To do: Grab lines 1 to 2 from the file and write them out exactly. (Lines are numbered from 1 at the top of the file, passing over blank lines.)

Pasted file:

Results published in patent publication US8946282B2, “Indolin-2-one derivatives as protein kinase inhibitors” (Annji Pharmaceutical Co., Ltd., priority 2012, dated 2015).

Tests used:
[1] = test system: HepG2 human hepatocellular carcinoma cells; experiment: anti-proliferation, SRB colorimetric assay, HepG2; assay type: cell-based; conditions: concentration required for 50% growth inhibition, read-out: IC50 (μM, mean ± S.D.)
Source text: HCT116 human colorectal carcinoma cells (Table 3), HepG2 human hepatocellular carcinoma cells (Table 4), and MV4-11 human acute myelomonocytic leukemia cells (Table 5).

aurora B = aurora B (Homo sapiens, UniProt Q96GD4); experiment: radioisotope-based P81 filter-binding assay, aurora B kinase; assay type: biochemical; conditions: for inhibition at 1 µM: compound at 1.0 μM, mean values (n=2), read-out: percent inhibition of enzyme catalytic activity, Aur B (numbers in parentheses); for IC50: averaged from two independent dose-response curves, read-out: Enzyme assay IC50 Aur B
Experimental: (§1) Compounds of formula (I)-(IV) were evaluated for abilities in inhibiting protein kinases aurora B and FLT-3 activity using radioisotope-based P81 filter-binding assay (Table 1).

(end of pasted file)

Results published in patent publication US8946282B2, “Indolin-2-one derivatives as protein kinase inhibitors” (Annji Pharmaceutical Co., Ltd., priority 2012, dated 2015).

Tests used: